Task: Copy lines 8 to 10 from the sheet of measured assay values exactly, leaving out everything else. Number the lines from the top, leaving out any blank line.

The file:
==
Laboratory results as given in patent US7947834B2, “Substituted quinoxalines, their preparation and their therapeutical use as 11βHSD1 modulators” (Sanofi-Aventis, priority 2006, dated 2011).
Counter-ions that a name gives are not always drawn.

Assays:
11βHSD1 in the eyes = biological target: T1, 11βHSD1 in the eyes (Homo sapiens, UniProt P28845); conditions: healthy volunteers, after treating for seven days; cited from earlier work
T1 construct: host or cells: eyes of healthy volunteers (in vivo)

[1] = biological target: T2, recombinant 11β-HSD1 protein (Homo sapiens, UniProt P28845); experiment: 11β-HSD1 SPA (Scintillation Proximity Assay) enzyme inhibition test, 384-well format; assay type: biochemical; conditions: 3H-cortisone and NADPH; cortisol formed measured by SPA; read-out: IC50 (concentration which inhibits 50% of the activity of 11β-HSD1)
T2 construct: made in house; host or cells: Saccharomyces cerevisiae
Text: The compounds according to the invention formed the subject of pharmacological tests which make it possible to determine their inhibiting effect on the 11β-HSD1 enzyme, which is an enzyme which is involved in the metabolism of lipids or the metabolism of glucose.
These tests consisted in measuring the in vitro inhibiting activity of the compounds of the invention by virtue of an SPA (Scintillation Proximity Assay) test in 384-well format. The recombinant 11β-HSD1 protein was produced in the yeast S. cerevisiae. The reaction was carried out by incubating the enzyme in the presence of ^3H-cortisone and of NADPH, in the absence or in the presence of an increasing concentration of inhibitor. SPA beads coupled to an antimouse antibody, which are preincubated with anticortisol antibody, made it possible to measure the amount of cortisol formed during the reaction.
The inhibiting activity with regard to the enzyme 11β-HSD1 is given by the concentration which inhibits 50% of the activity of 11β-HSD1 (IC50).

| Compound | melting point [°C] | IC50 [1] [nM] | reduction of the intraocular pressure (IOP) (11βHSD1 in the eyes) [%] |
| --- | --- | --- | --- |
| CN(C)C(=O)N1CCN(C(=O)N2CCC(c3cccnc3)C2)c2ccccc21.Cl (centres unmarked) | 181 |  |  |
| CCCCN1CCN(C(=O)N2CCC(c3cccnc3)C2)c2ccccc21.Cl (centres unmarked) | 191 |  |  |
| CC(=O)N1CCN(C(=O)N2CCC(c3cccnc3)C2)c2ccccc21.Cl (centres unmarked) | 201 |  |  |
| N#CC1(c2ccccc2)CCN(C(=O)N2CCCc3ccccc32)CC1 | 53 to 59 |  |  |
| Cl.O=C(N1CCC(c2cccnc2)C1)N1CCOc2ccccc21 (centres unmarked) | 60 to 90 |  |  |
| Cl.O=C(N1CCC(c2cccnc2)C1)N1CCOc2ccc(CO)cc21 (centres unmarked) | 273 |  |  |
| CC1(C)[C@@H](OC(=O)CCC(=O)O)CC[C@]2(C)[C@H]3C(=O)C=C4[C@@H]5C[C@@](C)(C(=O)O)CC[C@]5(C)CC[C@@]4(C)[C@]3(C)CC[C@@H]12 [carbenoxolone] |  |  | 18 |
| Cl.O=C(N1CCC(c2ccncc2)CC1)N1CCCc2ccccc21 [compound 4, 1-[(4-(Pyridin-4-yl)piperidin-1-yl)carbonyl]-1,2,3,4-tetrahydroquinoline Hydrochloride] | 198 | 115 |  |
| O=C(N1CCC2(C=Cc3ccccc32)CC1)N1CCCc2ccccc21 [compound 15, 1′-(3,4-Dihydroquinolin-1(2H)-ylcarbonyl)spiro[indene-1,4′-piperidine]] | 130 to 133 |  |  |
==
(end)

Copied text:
Text: The compounds according to the invention formed the subject of pharmacological tests which make it possible to determine their inhibiting effect on the 11β-HSD1 enzyme, which is an enzyme which is involved in the metabolism of lipids or the metabolism of glucose.
These tests consisted in measuring the in vitro inhibiting activity of the compounds of the invention by virtue of an SPA (Scintillation Proximity Assay) test in 384-well format. The recombinant 11β-HSD1 protein was produced in the yeast S. cerevisiae. The reaction was carried out by incubating the enzyme in the presence of ^3H-cortisone and of NADPH, in the absence or in the presence of an increasing concentration of inhibitor. SPA beads coupled to an antimouse antibody, which are preincubated with anticortisol antibody, made it possible to measure the amount of cortisol formed during the reaction.
The inhibiting activity with regard to the enzyme 11β-HSD1 is given by the concentration which inhibits 50% of the activity of 11β-HSD1 (IC50).